Predictably, when they met, an argument began. “I don’t know why you think it’s so odd!” she screamed. “I know lots of people who do this.” That stopped Rob in his tracks. “Who?”
And it began to spill out: that she had made contact with lots of people over the internet (and consequently in person): boys, girls, fathers, mothers, who are sleeping with their kin. The internet is value-free: it doesn’t care or know whether you are selling a secondhand car or buying arms. If you want to get in touch with someone, it makes no moral distinction between anti-globalisation protesters and convicted paedophiles. So now there are chatrooms and websites that are de facto support groups for people engaged in incest. And what they want is to normalise what we have long considered to be profoundly abnormal.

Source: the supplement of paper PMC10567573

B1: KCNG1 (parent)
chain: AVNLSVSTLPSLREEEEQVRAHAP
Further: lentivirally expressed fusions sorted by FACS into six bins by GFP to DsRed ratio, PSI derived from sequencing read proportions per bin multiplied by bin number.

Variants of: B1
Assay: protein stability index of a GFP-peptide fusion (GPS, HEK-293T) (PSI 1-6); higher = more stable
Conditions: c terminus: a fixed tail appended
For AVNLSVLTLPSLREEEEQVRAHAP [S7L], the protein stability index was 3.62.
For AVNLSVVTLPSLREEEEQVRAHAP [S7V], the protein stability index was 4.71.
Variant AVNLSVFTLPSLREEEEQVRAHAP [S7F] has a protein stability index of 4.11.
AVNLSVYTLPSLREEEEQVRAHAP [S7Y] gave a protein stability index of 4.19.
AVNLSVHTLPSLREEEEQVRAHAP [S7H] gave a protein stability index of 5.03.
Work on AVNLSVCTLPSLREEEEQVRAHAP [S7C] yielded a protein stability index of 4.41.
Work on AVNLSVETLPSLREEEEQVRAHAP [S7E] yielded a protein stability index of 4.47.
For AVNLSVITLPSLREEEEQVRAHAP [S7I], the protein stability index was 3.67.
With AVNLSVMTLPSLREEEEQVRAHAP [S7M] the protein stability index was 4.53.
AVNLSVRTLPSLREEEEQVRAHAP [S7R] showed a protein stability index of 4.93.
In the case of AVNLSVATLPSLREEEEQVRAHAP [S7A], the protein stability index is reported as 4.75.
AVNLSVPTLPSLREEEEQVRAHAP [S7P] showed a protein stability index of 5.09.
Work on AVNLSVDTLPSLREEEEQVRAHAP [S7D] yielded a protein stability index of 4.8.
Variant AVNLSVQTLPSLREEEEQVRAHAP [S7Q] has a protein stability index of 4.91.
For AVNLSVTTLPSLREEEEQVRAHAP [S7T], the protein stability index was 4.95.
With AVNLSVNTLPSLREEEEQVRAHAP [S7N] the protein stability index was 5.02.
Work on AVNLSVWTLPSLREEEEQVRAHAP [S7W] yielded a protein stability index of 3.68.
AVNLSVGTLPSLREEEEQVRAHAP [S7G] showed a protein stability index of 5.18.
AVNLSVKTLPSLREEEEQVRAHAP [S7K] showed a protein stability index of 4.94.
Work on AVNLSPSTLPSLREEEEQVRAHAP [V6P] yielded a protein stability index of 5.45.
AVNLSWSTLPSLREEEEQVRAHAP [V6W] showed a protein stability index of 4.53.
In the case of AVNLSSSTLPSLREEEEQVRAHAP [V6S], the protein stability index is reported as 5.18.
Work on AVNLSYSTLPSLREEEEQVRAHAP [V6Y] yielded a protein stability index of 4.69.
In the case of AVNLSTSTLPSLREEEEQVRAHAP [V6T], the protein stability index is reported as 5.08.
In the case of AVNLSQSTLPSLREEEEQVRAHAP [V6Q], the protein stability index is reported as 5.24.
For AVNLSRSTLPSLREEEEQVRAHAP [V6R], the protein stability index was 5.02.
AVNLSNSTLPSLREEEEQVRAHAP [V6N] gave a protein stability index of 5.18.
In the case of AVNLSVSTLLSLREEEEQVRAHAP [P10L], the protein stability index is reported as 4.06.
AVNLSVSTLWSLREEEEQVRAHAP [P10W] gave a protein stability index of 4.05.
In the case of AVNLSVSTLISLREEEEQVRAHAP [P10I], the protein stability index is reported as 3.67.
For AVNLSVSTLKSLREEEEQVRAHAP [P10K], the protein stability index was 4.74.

It was on this basis that Karen said Rob was “overreacting” – she had insinuated herself into an online “community” of people who reassured themselves that they were not freaks. Rob and I spent a few nights gawping at the disguised but fairly developed pro-incest (or, to be more accurate, pro-tolerating incest) areas of the net in an attempt to understand Karen. The exponents of incest that we talked to in cyberspace were very keen to draw a distinction between “consensual incest” on the one hand and abuse, rape and paedophilia on the other. Consensual incest, we were told by “JimJim2” from Ontario, is “when two adults who just happen to be related get it on. You can’t help who you fall in love with, it just happens. I fell in love with my sister and I’m not ashamed … I only feel sorry for my mom and dad, I wish they could be happy for us. We love each other. It’s nothing like some old man who tries to fuck his three-year-old, that’s evil and disgusting … Of course we’re consenting, that’s the most important thing. We’re not fucking perverts. What we have is the most beautiful thing in the world.”